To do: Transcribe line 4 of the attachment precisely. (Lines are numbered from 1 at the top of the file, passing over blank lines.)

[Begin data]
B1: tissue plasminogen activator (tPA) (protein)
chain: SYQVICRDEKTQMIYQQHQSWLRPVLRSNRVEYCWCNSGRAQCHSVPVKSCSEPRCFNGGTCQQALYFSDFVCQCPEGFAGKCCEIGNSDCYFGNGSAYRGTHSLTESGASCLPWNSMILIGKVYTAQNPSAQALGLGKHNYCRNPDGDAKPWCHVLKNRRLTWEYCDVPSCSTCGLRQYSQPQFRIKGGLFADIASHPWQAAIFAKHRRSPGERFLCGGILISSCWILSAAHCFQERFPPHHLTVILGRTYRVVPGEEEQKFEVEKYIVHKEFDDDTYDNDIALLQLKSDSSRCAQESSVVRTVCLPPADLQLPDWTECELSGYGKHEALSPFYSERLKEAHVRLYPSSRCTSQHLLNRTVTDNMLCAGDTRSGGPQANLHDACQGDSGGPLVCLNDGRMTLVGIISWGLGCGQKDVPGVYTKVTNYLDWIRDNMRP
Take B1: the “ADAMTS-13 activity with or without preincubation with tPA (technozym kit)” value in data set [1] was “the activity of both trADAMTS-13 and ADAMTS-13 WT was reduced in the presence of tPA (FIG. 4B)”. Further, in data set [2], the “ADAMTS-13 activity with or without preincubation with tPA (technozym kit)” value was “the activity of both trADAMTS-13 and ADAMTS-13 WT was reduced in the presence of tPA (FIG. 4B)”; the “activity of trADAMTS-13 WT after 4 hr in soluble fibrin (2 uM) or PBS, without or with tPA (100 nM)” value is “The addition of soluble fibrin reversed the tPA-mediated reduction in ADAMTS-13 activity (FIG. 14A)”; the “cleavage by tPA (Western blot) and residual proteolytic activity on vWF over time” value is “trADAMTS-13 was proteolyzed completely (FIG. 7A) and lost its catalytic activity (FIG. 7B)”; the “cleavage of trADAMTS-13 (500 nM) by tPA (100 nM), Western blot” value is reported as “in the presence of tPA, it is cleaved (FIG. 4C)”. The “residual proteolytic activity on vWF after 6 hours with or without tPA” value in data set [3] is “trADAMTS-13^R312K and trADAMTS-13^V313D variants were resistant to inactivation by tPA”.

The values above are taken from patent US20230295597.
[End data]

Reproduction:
The values above are taken from patent US20230295597.